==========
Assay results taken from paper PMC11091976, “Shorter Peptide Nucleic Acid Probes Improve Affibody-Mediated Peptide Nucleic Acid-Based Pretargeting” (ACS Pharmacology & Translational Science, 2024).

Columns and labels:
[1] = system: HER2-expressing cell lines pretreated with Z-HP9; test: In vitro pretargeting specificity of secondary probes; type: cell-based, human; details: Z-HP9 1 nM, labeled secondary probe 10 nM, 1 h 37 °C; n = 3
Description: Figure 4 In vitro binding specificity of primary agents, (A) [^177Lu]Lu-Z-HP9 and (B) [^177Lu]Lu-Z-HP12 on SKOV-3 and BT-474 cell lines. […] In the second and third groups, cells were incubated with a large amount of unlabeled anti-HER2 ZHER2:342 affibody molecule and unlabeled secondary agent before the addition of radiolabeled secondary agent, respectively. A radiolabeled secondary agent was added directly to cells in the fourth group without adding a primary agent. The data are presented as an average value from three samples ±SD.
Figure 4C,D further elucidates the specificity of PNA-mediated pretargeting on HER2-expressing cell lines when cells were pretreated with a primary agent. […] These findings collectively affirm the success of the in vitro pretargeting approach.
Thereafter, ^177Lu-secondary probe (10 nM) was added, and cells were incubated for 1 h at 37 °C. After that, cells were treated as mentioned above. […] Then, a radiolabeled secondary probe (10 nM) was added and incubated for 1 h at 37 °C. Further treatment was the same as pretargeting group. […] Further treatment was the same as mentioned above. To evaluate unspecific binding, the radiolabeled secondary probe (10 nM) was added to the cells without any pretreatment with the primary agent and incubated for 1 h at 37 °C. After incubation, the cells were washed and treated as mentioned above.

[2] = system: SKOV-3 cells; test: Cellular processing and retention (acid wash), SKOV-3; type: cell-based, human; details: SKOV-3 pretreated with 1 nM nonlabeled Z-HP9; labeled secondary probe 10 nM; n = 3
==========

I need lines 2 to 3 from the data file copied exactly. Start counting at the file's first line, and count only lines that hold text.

Columns and labels:
[1] = system: HER2-expressing cell lines pretreated with Z-HP9; test: In vitro pretargeting specificity of secondary probes; type: cell-based, human; details: Z-HP9 1 nM, labeled secondary probe 10 nM, 1 h 37 °C; n = 3